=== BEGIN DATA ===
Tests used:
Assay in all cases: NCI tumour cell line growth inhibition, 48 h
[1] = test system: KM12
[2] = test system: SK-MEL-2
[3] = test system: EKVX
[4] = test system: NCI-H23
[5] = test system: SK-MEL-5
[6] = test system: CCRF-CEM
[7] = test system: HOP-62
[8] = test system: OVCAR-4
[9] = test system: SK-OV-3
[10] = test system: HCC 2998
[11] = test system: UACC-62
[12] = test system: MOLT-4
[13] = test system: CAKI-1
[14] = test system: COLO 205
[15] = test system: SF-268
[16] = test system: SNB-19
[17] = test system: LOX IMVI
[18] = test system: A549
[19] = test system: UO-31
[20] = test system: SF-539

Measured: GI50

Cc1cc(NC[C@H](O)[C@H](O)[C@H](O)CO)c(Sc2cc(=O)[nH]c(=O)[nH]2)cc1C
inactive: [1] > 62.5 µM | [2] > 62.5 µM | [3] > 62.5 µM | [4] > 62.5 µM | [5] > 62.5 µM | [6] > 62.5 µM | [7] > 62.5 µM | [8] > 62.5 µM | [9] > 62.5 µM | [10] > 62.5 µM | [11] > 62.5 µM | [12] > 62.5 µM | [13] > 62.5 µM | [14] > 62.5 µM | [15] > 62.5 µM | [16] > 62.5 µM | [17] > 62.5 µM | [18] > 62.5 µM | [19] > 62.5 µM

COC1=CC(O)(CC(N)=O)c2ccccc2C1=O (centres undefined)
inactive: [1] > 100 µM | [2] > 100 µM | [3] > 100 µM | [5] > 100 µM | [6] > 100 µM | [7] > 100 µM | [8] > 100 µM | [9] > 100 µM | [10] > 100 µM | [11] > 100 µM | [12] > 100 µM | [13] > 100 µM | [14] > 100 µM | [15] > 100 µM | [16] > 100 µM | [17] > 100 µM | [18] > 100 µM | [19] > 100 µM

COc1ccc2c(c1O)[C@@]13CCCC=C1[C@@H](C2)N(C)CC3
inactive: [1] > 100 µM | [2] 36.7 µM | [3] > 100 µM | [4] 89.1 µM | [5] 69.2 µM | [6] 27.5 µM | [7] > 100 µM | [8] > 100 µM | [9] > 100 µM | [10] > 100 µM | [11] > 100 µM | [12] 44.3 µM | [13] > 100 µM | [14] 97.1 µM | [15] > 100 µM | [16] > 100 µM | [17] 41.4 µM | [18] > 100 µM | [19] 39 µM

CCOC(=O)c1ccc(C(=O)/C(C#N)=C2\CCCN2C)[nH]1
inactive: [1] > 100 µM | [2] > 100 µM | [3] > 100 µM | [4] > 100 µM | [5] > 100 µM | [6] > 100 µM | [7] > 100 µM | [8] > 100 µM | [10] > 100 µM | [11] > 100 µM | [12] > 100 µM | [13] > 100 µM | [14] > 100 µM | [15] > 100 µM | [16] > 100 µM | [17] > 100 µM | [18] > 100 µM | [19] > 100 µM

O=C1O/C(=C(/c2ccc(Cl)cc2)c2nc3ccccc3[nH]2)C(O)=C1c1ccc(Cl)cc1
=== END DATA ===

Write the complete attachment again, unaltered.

Tests used:
Assay in all cases: NCI tumour cell line growth inhibition, 48 h
[1] = test system: KM12
[2] = test system: SK-MEL-2
[3] = test system: EKVX
[4] = test system: NCI-H23
[5] = test system: SK-MEL-5
[6] = test system: CCRF-CEM
[7] = test system: HOP-62
[8] = test system: OVCAR-4
[9] = test system: SK-OV-3
[10] = test system: HCC 2998
[11] = test system: UACC-62
[12] = test system: MOLT-4
[13] = test system: CAKI-1
[14] = test system: COLO 205
[15] = test system: SF-268
[16] = test system: SNB-19
[17] = test system: LOX IMVI
[18] = test system: A549
[19] = test system: UO-31
[20] = test system: SF-539

Measured: GI50

Cc1cc(NC[C@H](O)[C@H](O)[C@H](O)CO)c(Sc2cc(=O)[nH]c(=O)[nH]2)cc1C
inactive: [1] > 62.5 µM | [2] > 62.5 µM | [3] > 62.5 µM | [4] > 62.5 µM | [5] > 62.5 µM | [6] > 62.5 µM | [7] > 62.5 µM | [8] > 62.5 µM | [9] > 62.5 µM | [10] > 62.5 µM | [11] > 62.5 µM | [12] > 62.5 µM | [13] > 62.5 µM | [14] > 62.5 µM | [15] > 62.5 µM | [16] > 62.5 µM | [17] > 62.5 µM | [18] > 62.5 µM | [19] > 62.5 µM

COC1=CC(O)(CC(N)=O)c2ccccc2C1=O (centres undefined)
inactive: [1] > 100 µM | [2] > 100 µM | [3] > 100 µM | [5] > 100 µM | [6] > 100 µM | [7] > 100 µM | [8] > 100 µM | [9] > 100 µM | [10] > 100 µM | [11] > 100 µM | [12] > 100 µM | [13] > 100 µM | [14] > 100 µM | [15] > 100 µM | [16] > 100 µM | [17] > 100 µM | [18] > 100 µM | [19] > 100 µM

COc1ccc2c(c1O)[C@@]13CCCC=C1[C@@H](C2)N(C)CC3
inactive: [1] > 100 µM | [2] 36.7 µM | [3] > 100 µM | [4] 89.1 µM | [5] 69.2 µM | [6] 27.5 µM | [7] > 100 µM | [8] > 100 µM | [9] > 100 µM | [10] > 100 µM | [11] > 100 µM | [12] 44.3 µM | [13] > 100 µM | [14] 97.1 µM | [15] > 100 µM | [16] > 100 µM | [17] 41.4 µM | [18] > 100 µM | [19] 39 µM

CCOC(=O)c1ccc(C(=O)/C(C#N)=C2\CCCN2C)[nH]1
inactive: [1] > 100 µM | [2] > 100 µM | [3] > 100 µM | [4] > 100 µM | [5] > 100 µM | [6] > 100 µM | [7] > 100 µM | [8] > 100 µM | [10] > 100 µM | [11] > 100 µM | [12] > 100 µM | [13] > 100 µM | [14] > 100 µM | [15] > 100 µM | [16] > 100 µM | [17] > 100 µM | [18] > 100 µM | [19] > 100 µM

O=C1O/C(=C(/c2ccc(Cl)cc2)c2nc3ccccc3[nH]2)C(O)=C1c1ccc(Cl)cc1